Like many pioneer towns, Markleeville faced its share of fires.
The worst conflagration of all struck on Aug. 2, 1885, when flames swept down Main Street.
Among the businesses turned to ashes were John Weis’s store with $4,000 in contents; Henry Morrison’s saloon and its expensive billiard table; and Harvey and Rask’s butcher shop.
Dozens of homes, stores and outbuildings vanished in the flames, and losses topped $11,000 – all of it uninsured.
The citizens of Markleeville were quick to rebuild.
But just how Main Street looked before the fire was lost forever — or so we thought.
Over the past winter, a researcher thumbing through old newspapers chanced upon a story about a “fine painting” of Markleeville.
The old news column reported that a painting had been created by A.J. Chalmers for Judge N.D. Arnot, showing the town’s wooden courthouse and other buildings on Main Street.
And the date of the article was June, 1885, just weeks before the fire.
It was only a brief mention.
But it was enough to get museum curator Wanda Coyan curious.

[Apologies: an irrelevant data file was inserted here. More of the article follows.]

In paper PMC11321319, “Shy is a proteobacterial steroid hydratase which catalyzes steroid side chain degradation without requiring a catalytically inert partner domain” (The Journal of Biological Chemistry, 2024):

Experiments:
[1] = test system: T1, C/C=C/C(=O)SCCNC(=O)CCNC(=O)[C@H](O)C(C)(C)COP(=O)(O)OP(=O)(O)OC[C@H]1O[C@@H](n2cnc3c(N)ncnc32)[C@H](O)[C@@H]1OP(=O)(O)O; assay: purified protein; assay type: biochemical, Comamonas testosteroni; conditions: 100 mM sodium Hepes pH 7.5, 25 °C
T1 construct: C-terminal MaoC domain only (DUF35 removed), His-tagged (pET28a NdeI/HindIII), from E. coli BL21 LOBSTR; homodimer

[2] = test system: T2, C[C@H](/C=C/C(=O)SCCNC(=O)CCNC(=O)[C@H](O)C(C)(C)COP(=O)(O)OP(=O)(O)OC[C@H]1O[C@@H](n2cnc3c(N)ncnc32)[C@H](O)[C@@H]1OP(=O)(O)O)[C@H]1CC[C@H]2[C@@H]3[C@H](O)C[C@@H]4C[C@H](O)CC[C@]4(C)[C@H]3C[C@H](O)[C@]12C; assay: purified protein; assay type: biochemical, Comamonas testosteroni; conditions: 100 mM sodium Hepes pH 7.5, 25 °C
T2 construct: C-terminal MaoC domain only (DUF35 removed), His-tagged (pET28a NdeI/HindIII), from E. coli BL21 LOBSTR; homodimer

Could the old oil painting of Main Street still exist?
And might it even be tucked away among the museum’s collection?
Sure enough, with a quick check of the museum’s records Coyan was able to identify that very painting tucked away in an inconspicuous spot on the wall.
“This is a painting that’s been hanging on our wall for years, so it was exciting to learn more about the history of this particular painting,” said Coyan. “But it is even more exciting to realize the significance of just what this picture shows. It gives an extremely detailed view of Markleeville’s Main Street as it looked just weeks before the town burned in the Great 1885 Fire.”
Clearly depicted are Judge Arnot’s old frame house, one of the earliest homes built in Markleeville.
Just across old Webster Street stands the town’s original two-story wooden courthouse.
And a bit farther down dusty Main Street are the twin roofs of the Barnes Hotel, with a false-fronted butcher shop across the road.
The reporter who described the painting in 1885 was obviously smitten.
“The various tints of the landscape are brought out by the artist with beautiful effect, and they give the picture a most pleasing yet natural appearance,” he wrote.
Finally, visitors can gaze back in time at Markleeville’s Main Street just as it once was in the early 1880s
For those who love history, it was a treasure hidden in plain sight.
Karen Dustman is a Markleeville resident.